Karl John-Jules, 35, is studying for a BSc (Hons) Computer Science at the University of East London after completing an Access to Higher Education Diploma in Computing at the College of Haringey, Enfield and North East London (CONEL).
When he left school, Karl enrolled on an IT course at college but did not complete it. By the time he was 18 he had switched courses to study for a sports diploma, during which time his girlfriend gave birth to a baby girl in the summer of 2004.
“When I started the IT course it was always my intention to continue my education at university,” said Karl.
“But my plan to go to university changed dramatically when I felt the responsibility of being a father and having to provide financially for a baby. I managed to complete the sports course after a year of many up and downs when my daughter was born.”
The couple had a second child, another girl, two years later and they continued supporting their young family while on a low income. They later split up but continued to share the financial and emotional responsibility of bring up their two children.
Karl said: “Living away from them was difficult, especially financially because it meant supporting two homes. But I always maintained that even if I am old and grey, I would continue my education one way or another.”
Karl, from Dagenham, met his current partner Sabrina in 2012 after buying his first house with financial support from his parents.
The couple were working for different high street banks and Sabrina already had a child from a previous relationship. They set up home together and had a son of their own two years after getting together and had another child in 2017.
Sabrina was now working for the Financial Ombudsman Service. She decided not to return to work after maternity leave and returned to education. Karl was working in housing at Hackney Council at the time and supported the family during her studies.
Karl proposed to Sabrina while visiting her sister on holiday in Thailand in 2019. One night in Bangkok she asked if he still wanted to pursue his dream of going to university and they began looking at universities and undergraduate courses.
“I was hesitant and very anxious as I was so used to taking care of the bills and going to work, but Sabrina assured me we’d be okay just like we had been when she relied on me,” he said.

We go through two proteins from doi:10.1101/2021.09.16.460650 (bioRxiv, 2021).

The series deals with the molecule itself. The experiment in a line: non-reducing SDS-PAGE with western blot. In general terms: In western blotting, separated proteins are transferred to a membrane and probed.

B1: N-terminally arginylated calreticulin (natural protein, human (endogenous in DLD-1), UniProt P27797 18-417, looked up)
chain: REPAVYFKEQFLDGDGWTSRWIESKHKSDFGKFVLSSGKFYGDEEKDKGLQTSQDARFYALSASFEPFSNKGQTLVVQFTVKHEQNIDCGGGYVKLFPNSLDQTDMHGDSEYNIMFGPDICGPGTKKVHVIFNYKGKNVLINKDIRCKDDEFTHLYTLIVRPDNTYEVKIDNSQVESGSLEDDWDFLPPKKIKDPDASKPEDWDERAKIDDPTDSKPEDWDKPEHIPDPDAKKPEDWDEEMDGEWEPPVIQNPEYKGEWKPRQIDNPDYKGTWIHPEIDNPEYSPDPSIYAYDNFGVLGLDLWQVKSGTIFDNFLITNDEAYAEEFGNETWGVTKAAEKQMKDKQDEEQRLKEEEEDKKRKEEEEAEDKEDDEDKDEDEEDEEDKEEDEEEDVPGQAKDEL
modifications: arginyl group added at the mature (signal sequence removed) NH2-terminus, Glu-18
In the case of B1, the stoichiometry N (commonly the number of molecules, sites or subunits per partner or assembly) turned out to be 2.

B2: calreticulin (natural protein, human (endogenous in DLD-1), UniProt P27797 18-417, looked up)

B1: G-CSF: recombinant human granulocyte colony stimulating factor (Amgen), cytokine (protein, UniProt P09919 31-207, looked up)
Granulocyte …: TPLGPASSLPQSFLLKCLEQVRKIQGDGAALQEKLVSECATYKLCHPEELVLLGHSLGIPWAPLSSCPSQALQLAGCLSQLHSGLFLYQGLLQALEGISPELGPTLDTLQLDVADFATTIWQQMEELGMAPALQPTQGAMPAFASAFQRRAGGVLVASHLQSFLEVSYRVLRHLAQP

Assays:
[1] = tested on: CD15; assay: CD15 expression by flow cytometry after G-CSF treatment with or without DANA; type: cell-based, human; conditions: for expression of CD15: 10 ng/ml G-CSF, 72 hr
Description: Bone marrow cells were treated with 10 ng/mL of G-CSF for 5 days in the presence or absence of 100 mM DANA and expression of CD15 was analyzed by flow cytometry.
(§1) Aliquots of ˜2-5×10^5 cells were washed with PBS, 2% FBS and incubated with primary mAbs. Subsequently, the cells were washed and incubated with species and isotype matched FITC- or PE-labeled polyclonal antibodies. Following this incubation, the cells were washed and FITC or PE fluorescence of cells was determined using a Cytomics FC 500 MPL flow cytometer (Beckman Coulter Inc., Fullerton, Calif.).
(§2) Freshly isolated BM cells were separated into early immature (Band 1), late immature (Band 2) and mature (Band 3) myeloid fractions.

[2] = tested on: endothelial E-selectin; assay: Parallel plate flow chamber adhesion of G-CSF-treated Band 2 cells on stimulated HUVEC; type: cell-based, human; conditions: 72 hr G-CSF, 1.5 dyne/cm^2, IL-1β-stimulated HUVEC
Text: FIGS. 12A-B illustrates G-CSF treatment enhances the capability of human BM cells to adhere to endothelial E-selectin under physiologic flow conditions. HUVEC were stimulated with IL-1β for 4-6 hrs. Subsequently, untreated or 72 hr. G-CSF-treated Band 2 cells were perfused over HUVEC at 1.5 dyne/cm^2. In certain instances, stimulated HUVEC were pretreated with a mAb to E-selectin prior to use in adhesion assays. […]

Karl discovered he did not have the academic or work requirements to enrol as a mature student on a degree course and so he quit his £30,000 a year council job and applied for the Access to Higher Education Diploma at CONEL – starting his course in 2019. He completed the course and returned to CONEL to study a free short course in cybersecurity alongside his degree in 2020.
He said: “I looked at several courses and although there was a college on my doorstep, CONEL won my heart from the beginning. The college arranged for me to sit the required entry tests around my work hours and from that point on I’ve never looked back.
“The teaching was first class. The tutors would open up the class to debate, which was so important for our learning. It enabled me to embed the knowledge so deep and meant I already knew a lot of the things when I started university.”
Karl is expected to graduate in 2023 and hopes to work in software engineering and development and later become a consultant on cybersecurity.
“I have had many stresses and challenges – kids, mortgage, bills – like everyone else, but I always believed in myself and I am now studying for a degree at university. My only regret is not doing it sooner.”
Access to Higher Education Diploma courses provide adults without traditional qualifications with the skills and knowledge to study at university.
Kalpesh Sagar, Lecturer in ICT, said: “Karl was an excellent student. He was committed to the course and encouraged his peers to do the same. He took on the added responsibility of being his class representative and naturally led groups in project work. It was clear his hard work and dedication would result him achieving high grades, which have earned him a place at university.”
and I am delighted is continuing to do well a university and wish him every success in the future.”
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